The John G. Shedd Institute for the Arts
The John G. Shedd Institute for the Arts, or The Shedd Institute, is a performing arts company, cultural arts center, and community music school in Eugene, Oregon, United States. Located in downtown Eugene, The Shedd Institute has 3 performance venues, various community meeting rooms, and extensive music education facilities. It presents annually an array of culturally diverse festivals, concert series and educational programs that focus on, but are not limited to, American music in all of its forms and variations.
The Shedd Institute was founded in 1991 under the name Oregon Festival of American Music as a thematically based summer orchestral pops festival dedicated to the championship of American classical music. In 1993 the Festival was designated as a Resident Company of the Hult Center for the Performing Arts, joining 6 other local non-profits, including The Eugene Symphony, Eugene Opera, Eugene Ballet and Oregon Bach Festival. It established a community music institute in 1995.
In 1997 the company shifted radically from its summer-only festival model and began year-round programming with the foundation of two additional performance initiatives, The American Symphonia and The Emerald City Jazz Kings. The American Symphonia, which has been under the artistic direction of conductor James Paul since 1997, is a classical music initiative dedicated specifically to the championship of post-1900 European art music written in the Western Hemisphere. The Emerald City Jazz Kings, founded and directed by trombonist and music scholar Stephen Stone, is a 16 to 22 member ensemble dedicated to the presentation of American popular music from the 1920s through '50s, with an emphasis on big band jazz, swing, musical theater, and the American standard. In 1998 the company's eclectic August festival named jazz pianist and composer Dick Hyman as its jazz advisor, who joined James Paul at its artistic helm.
By 1999 the Festival had added 2 more performance initiatives to its programming (its Now Hear This Presenting Series and the Twin Rivers Folklife Festival) and, with the continued expansion of its community music school, had begun a search for a building of its own. In July 2002 it moved into the former First Baptist Church in downtown Eugene (a 65,000-square-foot (6,000 m2) complex of performance, meeting and classroom spaces), which it named "The John G. Shedd Institute for the Arts" in honor of early 20th century Chicago businessman and philanthropist John G. Shedd, the great-grandfather of Festival co-founder and long-time patron and Director of Education, Ginevra Reed Ralph.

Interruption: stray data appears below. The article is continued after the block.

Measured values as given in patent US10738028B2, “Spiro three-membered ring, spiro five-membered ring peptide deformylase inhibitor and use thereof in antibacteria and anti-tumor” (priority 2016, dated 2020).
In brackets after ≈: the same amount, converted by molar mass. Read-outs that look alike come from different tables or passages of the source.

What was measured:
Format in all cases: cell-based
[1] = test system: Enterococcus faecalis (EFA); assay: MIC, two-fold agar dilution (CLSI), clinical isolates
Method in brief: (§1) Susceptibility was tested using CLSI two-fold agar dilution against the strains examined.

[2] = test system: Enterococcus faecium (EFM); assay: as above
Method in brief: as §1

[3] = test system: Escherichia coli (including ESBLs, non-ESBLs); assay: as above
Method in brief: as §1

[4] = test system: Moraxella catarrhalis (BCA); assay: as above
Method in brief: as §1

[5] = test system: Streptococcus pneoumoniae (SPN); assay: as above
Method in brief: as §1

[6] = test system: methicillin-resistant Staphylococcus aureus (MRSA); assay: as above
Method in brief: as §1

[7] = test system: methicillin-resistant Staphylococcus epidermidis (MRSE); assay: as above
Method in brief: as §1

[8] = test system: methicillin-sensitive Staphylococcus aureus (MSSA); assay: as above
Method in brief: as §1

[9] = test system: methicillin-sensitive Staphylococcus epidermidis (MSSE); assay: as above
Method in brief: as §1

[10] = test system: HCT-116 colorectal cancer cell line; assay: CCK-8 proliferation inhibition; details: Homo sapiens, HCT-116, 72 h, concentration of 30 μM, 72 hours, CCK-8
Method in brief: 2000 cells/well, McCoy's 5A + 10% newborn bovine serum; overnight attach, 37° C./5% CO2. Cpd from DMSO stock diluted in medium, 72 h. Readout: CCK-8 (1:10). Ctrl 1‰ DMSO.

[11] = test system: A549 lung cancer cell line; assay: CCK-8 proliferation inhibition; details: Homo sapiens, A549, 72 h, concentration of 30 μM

In 2004 the Festival official changed its name to the name of its building. It is commonly referred to as "The Shedd Institute" while the building is known simply as "The Shedd". It added 2 additional concert initiatives to its cultural service mix (The Magical Moombah, a musical vaudeville for kids directed by Judith "Sparky" Roberts, and its Shedd Presents series) and began rental of the facility to other regional, cultural and educational programs.
The Shedd Institute's performance division currently manages 6 concert series: Oregon Festival of American Music (an August Festival, founded in 1992, dedicated to the classic American Songbook), The Emerald City Jazz Kings (the Institute's resident jazz and historic popular music ensemble, founded in 1997), the Now Hear This Presenting Series (founded in 2000), The American Symphonia (founded in 1997), The Magical Moombah (founded in 2001), Shedd Presents, and Jazz Party at The Shedd (founded in 2007).
The Shedd Institute's facility, locally known simply as "The Shedd", is located on the corner of Broadway & High Street in downtown Eugene. Formerly, the building housed the First Baptist Church of Eugene. A 65,000-square-foot (6,000 m2) building has 2 formal concert halls (the 816-seat Jaqua Concert Hall and the 175-seat Recital Hall), a multi-purpose 250-seat Great Hall, 2 dance studios, a library, and over 30 other community meeting rooms, classrooms and rehearsal spaces.